This article is written by Aastha Verma, from Kalinga University Raipur, Chhattisgarh. The article emphasized the One Nation, One Ration Card (ONORC) scheme and challenges faced by the migrant workers during the COVID-19 pandemic.
One Nation, One Ration Card (ONORC) Scheme was launched in August 2019. The scheme of one nation, one ration card was designed to make sure that all ration beneficiaries under the National Food Security Act, 2013 can get ration from anywhere throughout the country. They have the right to choose from any Public Distribution System (PDS). The idea was to reform the PDS and it was initially launched as an inter-state pilot.
However, when the COVID-19 pandemic hit India, by 2020 thousand of migrant workers returned to their villages and faced various problems. As a part of economic package relief, the government announced the national rollout of the ONORC Scheme in all states and Union Territories by March 2021. Migrant beneficiaries who are having proper ration cards and have been identified under National Food Security Act, 2013 will get ration in their parent state as well under this plan. The Supreme Court directed all the state and Union Territories to implement one nation, one ration card scheme by 31st July 2021. Also, directed the centre to undertake exercise under Section 9 of the National Food Security Act, 2013 to re-determine the number of persons to be covered under rural and urban areas of states.
By introducing ONORC the idea was to reform the PDS which has been historically being inefficient and has loopholes. Let’s discuss the scheme in detail.
One Nation, One Ration Card Scheme (ONORC)
The Scheme of ONORC applies to those citizens who are in Below Poverty Line (BPL) category. The beneficiaries are identified based on AADHAR identification through the electronic device known as Point of Sale (PoS). This device is available in all the Public Distribution System shops. The system identifies beneficiaries through biometric authentication on a PoS device at the fair shop. The system runs through the two portals – Integrated Management of Public Distribution System (IM-PDS) and Annavitran which host all relevant data. The beneficiary should match the real-time data with the details on the Annavitran portal. The main object of this scheme is to improve the country’s Hunger Index and to reduce the influence and role of middlemen.
This scheme also ensures that people have access to food grain even if they shift from their native place to another place of work. The scheme is beneficial to migrant workers and labourers, daily workers, beggars, etc., as they move from one place to another in search of work. It ensures the interstate portability of the ration card. The progress of the implementation of the plan is reviewed by the Union Minister of Consumer Affairs, Public Distribution.
As per the scheme, the 17 states that have implemented the ONORC reform, were allowed to borrow an additional Rs.37,600 crore in 2021. Under the National Food Security Act, 2013, about 81 crore people are entitled to the subsidy of food grain rice at Rs 3/kg, wheat at Rs. 2/kg and grain at Re.1/kg from the fair shops. Also, according to the National Food Security Act, households covered under the Antyodya Anna Yojana (AAY) are entitled to receive 35kg of food grains per household.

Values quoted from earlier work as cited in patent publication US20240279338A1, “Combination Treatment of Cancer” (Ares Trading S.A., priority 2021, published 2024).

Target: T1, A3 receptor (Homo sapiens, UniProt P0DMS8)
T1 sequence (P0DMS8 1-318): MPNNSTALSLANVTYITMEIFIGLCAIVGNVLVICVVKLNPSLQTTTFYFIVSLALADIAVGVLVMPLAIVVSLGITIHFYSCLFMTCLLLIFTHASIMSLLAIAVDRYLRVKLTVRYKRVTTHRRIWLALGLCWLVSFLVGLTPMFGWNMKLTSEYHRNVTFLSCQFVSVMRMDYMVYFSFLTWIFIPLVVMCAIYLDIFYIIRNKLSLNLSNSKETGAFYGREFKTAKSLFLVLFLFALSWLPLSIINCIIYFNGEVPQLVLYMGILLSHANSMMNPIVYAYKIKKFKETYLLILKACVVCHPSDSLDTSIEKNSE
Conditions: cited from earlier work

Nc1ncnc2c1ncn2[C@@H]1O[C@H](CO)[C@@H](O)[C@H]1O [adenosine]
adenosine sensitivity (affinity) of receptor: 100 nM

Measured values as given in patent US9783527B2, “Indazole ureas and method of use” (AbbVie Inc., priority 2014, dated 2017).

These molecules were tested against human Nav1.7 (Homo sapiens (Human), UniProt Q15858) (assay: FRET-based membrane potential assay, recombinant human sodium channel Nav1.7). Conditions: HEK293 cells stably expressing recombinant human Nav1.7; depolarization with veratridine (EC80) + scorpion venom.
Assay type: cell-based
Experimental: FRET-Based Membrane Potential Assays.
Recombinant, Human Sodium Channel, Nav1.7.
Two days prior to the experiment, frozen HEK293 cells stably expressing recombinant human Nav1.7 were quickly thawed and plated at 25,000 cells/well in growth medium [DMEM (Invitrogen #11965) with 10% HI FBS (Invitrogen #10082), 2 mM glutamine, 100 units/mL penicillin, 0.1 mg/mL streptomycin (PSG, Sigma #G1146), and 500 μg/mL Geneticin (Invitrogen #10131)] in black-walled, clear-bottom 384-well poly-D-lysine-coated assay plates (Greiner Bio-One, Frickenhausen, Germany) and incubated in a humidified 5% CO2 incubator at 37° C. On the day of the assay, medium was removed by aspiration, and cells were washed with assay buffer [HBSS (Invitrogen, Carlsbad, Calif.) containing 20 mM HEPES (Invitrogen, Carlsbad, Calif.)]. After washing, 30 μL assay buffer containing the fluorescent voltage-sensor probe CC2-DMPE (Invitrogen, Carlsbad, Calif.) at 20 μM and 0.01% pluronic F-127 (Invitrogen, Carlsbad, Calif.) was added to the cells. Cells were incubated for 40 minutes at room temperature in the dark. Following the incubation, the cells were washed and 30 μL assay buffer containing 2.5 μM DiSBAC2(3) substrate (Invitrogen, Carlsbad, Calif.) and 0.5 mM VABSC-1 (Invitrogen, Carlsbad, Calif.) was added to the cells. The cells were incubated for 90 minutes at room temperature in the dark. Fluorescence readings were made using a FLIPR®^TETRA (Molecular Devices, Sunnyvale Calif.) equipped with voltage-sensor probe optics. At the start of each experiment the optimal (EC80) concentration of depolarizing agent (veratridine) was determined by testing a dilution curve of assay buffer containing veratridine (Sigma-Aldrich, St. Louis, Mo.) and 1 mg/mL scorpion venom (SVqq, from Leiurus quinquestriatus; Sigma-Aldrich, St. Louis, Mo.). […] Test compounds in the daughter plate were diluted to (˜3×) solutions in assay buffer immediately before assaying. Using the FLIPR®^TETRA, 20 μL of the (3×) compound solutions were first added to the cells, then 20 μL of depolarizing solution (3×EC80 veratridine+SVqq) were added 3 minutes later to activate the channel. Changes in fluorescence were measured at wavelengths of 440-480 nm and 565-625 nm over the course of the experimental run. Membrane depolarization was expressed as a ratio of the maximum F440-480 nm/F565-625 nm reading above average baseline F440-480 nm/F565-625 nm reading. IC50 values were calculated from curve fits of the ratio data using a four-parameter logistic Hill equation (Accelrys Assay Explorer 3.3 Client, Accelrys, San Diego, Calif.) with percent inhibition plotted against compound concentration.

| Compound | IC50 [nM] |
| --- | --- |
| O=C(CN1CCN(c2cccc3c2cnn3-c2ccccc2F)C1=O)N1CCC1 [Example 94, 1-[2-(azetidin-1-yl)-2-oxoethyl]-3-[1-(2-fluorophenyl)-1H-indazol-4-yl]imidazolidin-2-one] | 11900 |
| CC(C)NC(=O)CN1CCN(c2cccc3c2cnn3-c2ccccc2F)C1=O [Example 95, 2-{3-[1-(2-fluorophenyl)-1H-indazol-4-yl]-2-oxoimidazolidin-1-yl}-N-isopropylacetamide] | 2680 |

The ration cardholder is assigned a fair shop in the locality where his ration card is registered. Till now 33 states and Union Territories have joined the ONORC scheme, covering about 69 crore National Food Security Act beneficiaries. Delhi is the latest union territory to enable the ONORC scheme. Three states are yet to join this scheme, they are Chhatisgrah, Assam, West Bengal. West Bengal will complete the installation of the necessary infrastructure to roll out the platform. Chhattisgarh will start the ONORC scheme when there is sufficient purchase of a PoS machine. Assam is trying its best to implement the scheme and has collected all the relevant information of AADHAR of the beneficiaries.
With growing inter-state migration from village to urban areas the government’s effort was to ensure that migrant workers and their families have nutritious food and can avail the benefit of the National Food Security Act, 2013. From this policy, migrant workers can take foodgrains from anywhere throughout the territory of India. The ration shops and food distribution shops play a key role in helping the migrant to live at their place of work, as it helps the workers to get their necessities at a subsidized rate.
Right to food
The fundamental right to life is defined under Article 21 of the Indian Constitution which includes the right to live with human dignity, having the right to food, and other necessities.
Benefits of scheme
- Under the scheme, beneficiaries from one state can get their share of the ration in other states as well, no matter from which state they belong.
- It will give them the opportunity to choose the dealer of their choice.
- It will be beneficial for women and other vulnerable groups given the social identity based on caste, class or gender provides a strong backdrop in accessing the Public Distribution System.
- This scheme will help in achieving the target set under Sustainable Development Goals (SDG). It will also help to identify the poor state of hunger in India as highlighted in the Global Hunger Index.
- The government has provided incentives to the state and set a pre-condition for additional borrowing by states during the COVID-19 pandemic.
Supreme Court judgment
In the case of Re Problems and miseries of migrant workers, the Supreme Court takes the suo moto cognizance of the case. After Maharashtra and Gujarat had implemented the scheme successfully, the Supreme Court ordered that it was to be implemented by other states too. The bench emphasized that no excuses were to be given regarding the implementation of the scheme. The issue of the non-availability of resources to unregistered migrants was highlighted by Senior Advocate Dushyant Dave. He said that there is not sufficient data to check the vulnerable sections of society.